Matt Phillips of Quartz Daily Brief published an article on June 12: Conventional supermarkets in the U.S. are losing market share, slipping from 30.7% of the market in 2003 to 26.7% in 2013, according to Credit Suisse. The squeeze is coming from discounters such as Wal-Mart Stores and Target as well as specialty grocers such as Whole Foods Market and Trader Joe’s.
While a typical grocery store may carry 50,000 items, Trader Joe’s stocks only about 4,000. Less square feet, yet California-dreamin’ Joe has a far more unique selection. Take their top 2013 selling items for instance, released by Huffpost in May. You won’t see bread, milk, and eggs on the list.
#2-Speculoos Cookie Butter ($3.69), #8-Chili Lime Chicken Burgers with Sriracha ($3.49), #12-Rosemary Marcona Almonds ($6.49) and #17-Spinach & Kale Greek Yogurt Dip ($3.99). All of these products have one thing in common. Never seen the like at my traditional supermarket. Have you? And when have you ever seen a merlot or cab for two bucks in the wine section of what is supposed to be a “super” market?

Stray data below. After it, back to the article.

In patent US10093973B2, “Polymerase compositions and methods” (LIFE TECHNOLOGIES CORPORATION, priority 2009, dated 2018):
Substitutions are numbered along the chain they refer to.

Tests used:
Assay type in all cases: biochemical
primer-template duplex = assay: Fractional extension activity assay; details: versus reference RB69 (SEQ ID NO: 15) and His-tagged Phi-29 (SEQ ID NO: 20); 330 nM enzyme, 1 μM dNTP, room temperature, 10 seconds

Trader Joe’s is constantly innovating and introducing new products, some trendy, some just delicious variations of what we’ve all been dreaming about at night, like Triple Ginger Snaps, their #1 seller or PB&J chocolate bars. With Millennials demanding ethnic foods, they can turn to Trader Jose’s (Mexican food), Trader Ming’s (Chinese food), Trader Giotto’s (Italian food), Trader Joe-San (Japanese food) or Arabian Joe’s (Middle Eastern food). Four Uttapam with Coconut Chutney anyone?
The rise of awareness in gluten insensitivity has led to the innovation of a range of substitute flours ground from a host of alternative nuts and grains and Trader Joe’s is the conductor of the GF train, offering Organic Coconut flour, among others. Trader Joe’s is a dichotomy of down-to-earth and trendy and if you want to buy kale right when you read it on Twitter, Trader Joe’s will have it first.
I have to visit my Trader Joe’s to satisfy my craving for grocery innovation. I’m not alone. The Millennial study Concentric conducted this year cites multiple mentions of this and here are a few:
“Trader Joe’s has quirky fun food.”
“….offers unique flavors, great value, fresh ingredients.”
“….new and different and goes outside the normal food box.”
The smartest piece to all this is their permanent in-store demo, run by their own bubbly employees whose favorite thing in the store is what they are sampling today! Conventional markets shouldn’t be so dumbfounded by this phenom if they paid attention to the shelves on the other side. There’s a lot of green there.